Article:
Today, mainly because of the time of year, I will discuss how to keep your New Year’s resolutions and how to pursue your objectives effectively.
If you are reading this essay, I will assume that you are going to begin your annual attempt to improve something about yourself or try something new. Regardless of the intended improvement, keeping new year’s resolutions will, for many people, be difficult and doomed to failure, just like last year’s ones.
Traditionally, New Year’s resolutions are set at the very end of a year and intended to begin at the beginning of the following year. They most often begin beautifully, but few of them are ever completed; they stay as empty promises and unfulfilled ambitions. This need not be the case, as there are techniques to help you to attain and fulfil your New Year’s plans and objectives with as little discomfort as possible.
So what do you think?
Of course you do, but do not fret; it is not as difficult as you may believe. It all boils down to how you approach your resolutions and objectives.
Seriously. How a goal is pursued is as crucial as the objective itself: if you follow these three stages, you will be that much closer to achieving them.
1. Encourage Yourself: When making New Year’s resolutions, it is essential to motivate yourself and stay motivated. Too often, we make overly ambitious New Year’s resolutions, only to fail to achieve them or even come anywhere near to achieving them.
Successful individuals understand how to pursue a goal and have a compelling rationale for keeping their New Year’s resolution. If keeping your New Year’s resolve is at the top of this year’s “to-do” list, you must be committed to completing it especially if you’ve settled on a long-term goal, such as weight loss.
Try to reward yourself with something other than food when you have lost x number of kilos. Additionally, once every week, look at yourself in the mirror and congratulate yourself on your improvement. Make an effort to see yourself not as a failure but as a successful person who can achieve goals and get things done. This will help. You will after a time notice that others will see you differently too.
2. Make Realistic Resolutions and set Goals for Their Achievement: When you have a long-term goal, such as increasing your finances or reducing weight, you will find that it is far easier to attain smaller goals that will gradually move you closer to your main goal. Using short-term goals is like climbing a ladder. It is so much easier to climb one step at a time knowing that before too long you will reach the dizzy heights that you are aiming for. So, break your resolution down into manageable stages. Then tackle each stage one by one. You will get there.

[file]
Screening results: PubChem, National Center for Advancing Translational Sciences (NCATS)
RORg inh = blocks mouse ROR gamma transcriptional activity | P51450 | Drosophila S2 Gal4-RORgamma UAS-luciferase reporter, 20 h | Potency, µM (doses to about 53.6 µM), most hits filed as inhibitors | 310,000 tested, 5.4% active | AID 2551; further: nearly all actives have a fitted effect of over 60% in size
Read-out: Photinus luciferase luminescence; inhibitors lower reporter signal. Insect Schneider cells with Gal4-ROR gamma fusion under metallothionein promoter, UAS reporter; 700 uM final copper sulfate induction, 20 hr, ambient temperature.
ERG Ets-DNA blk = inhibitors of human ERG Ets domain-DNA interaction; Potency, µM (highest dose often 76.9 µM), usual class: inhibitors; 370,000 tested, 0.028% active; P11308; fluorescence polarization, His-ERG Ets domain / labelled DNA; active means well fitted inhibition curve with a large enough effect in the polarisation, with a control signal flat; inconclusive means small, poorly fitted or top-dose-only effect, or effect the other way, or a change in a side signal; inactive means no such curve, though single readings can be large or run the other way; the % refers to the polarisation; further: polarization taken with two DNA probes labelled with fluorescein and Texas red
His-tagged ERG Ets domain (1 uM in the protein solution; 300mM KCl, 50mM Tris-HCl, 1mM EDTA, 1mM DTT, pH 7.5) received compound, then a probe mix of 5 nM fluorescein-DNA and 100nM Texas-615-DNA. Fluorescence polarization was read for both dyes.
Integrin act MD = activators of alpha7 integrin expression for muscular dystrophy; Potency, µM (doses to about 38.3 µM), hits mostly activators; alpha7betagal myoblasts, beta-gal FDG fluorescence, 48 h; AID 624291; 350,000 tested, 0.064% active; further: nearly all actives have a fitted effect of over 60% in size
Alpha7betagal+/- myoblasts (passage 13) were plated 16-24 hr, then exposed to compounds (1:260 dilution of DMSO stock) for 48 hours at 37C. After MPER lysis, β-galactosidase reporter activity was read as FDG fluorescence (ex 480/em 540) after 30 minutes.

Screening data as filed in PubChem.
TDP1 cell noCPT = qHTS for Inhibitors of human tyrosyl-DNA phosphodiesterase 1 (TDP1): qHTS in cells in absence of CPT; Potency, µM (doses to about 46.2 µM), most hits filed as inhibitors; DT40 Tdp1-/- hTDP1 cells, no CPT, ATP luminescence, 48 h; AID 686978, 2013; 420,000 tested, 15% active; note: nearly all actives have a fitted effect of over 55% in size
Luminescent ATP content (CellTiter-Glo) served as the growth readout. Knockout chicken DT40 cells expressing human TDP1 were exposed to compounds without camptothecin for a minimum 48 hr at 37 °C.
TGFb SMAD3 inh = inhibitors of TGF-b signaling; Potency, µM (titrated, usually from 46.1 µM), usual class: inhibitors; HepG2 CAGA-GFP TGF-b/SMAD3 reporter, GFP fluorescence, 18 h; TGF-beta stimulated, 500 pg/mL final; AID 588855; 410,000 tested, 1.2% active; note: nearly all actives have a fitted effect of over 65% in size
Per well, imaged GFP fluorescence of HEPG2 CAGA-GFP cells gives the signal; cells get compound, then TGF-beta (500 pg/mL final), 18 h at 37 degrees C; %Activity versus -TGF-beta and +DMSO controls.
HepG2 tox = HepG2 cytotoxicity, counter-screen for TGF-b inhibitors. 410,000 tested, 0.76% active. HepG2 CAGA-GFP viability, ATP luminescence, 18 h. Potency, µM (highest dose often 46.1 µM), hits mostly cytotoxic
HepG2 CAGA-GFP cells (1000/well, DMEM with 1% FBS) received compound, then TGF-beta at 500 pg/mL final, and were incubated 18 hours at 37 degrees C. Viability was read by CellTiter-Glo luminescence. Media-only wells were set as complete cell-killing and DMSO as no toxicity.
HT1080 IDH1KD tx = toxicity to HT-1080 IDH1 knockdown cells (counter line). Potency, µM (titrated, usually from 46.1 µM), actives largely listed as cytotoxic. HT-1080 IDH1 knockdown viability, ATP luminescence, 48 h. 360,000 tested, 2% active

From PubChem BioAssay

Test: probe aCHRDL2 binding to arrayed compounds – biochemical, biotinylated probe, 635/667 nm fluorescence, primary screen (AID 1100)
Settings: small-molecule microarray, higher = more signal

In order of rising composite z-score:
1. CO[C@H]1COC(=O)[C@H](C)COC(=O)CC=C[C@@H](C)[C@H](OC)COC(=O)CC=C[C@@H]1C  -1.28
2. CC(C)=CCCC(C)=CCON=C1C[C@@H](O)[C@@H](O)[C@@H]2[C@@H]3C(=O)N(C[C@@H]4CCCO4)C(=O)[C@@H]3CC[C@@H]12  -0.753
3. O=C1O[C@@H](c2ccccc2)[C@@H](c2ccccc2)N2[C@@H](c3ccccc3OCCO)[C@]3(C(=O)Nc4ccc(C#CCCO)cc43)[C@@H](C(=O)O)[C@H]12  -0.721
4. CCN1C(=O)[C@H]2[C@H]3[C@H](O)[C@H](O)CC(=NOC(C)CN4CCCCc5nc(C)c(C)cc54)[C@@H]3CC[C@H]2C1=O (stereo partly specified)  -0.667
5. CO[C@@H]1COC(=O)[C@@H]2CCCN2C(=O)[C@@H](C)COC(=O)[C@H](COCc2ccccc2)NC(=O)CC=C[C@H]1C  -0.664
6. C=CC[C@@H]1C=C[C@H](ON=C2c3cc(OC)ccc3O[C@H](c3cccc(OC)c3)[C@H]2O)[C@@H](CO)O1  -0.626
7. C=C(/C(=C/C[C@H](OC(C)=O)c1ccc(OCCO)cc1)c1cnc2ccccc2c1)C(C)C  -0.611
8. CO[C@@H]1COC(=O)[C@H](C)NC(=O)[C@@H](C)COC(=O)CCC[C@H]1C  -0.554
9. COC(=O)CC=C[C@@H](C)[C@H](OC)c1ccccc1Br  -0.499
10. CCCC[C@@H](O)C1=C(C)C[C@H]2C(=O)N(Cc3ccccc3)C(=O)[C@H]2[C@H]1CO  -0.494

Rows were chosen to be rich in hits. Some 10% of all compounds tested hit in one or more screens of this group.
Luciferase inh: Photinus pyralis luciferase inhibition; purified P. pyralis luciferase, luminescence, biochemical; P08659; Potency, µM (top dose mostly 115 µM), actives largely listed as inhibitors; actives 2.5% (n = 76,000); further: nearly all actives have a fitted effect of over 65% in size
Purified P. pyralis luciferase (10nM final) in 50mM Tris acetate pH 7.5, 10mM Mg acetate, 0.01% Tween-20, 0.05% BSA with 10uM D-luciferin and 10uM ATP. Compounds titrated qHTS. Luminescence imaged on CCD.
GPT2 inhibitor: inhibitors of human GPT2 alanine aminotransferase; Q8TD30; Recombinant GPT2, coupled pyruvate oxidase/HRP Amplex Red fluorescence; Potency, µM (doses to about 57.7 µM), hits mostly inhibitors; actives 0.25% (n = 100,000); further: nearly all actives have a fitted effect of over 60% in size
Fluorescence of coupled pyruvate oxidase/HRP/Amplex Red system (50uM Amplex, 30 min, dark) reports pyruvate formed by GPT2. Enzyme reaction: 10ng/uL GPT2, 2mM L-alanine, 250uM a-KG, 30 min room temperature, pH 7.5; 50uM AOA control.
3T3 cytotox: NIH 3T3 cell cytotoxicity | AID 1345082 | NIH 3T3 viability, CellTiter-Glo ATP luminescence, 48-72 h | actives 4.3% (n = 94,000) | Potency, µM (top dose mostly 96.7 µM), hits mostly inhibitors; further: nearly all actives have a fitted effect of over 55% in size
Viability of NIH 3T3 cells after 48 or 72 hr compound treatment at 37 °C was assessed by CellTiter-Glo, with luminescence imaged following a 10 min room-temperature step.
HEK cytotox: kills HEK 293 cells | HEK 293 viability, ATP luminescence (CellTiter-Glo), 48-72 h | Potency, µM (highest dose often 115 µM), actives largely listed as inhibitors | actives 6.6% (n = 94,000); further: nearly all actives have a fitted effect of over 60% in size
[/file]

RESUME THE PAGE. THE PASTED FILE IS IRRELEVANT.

3. Write Them Down: Not only should you write down your resolutions, but you should also place the paper where you will see it every day. Out of sight is out of mind, so keep your list of resolutions or goals, long or short, where you will see it every day. Every day, remind yourself of your resolutions. Remember to reward yourself for every goal achieved and for maintaining the level achieved.
In fact, keeping a journal of your successes would be a great motivator. On the days when you are tempted to crumble, just open your journal and look back at your efforts and the successes they produced. You will be amazed at the results. When everything is presented in black and white, it appears more genuine and urgent, and you will feel obliged to carry out your New Year’s resolutions.
Remember that achieving and maintaining new year’s resolutions is not that difficult if you make a plan and really commit to making your plan a reality by following these three steps. This could be your year, when you manage to change your life by setting an achievable set of goals that will get you to where you want to be.
Take the time to decide on an achievable New Year’s resolution and get started on attaining it immediately. Then the following year you can build on this success. How do you eat an elephant? (sorry animal lovers) You eat it one bite at a time. You are unlikely to be able to achieve your main goals in one go. So, take smaller steps that move you closer to your overall goal.
The photo above contains a fairly typical set of new year’s resolutions. Of course, yours may be different, but there are three big ones on the list, numbers 1, 4 and 7. These are good examples of ones that you will probably need to tackle one step at a time, but they may both be tackled concurrently. You can aim to lose a certain amount of weight per month and the money saved on food and cigarettes can help to reduce your credit card debt.
But remember that just because you fail to give up cigarettes on your first attempt does not mean that any other part of your list automatically also crumbles. Think of your plan and what you will have achieved by this time next year. But if you do feel that you have failed in any way, don’t beat yourself up about it. Be nice to yourself. Encourage yourself and try again.
By the way, if you are reading this at any other time of the year, don’t let the date be an excuse for not starting your resolutions. You can implement these steps at any time of the year. Just make a plan and resolve to implement it. That’s it. Now, what are you waiting for?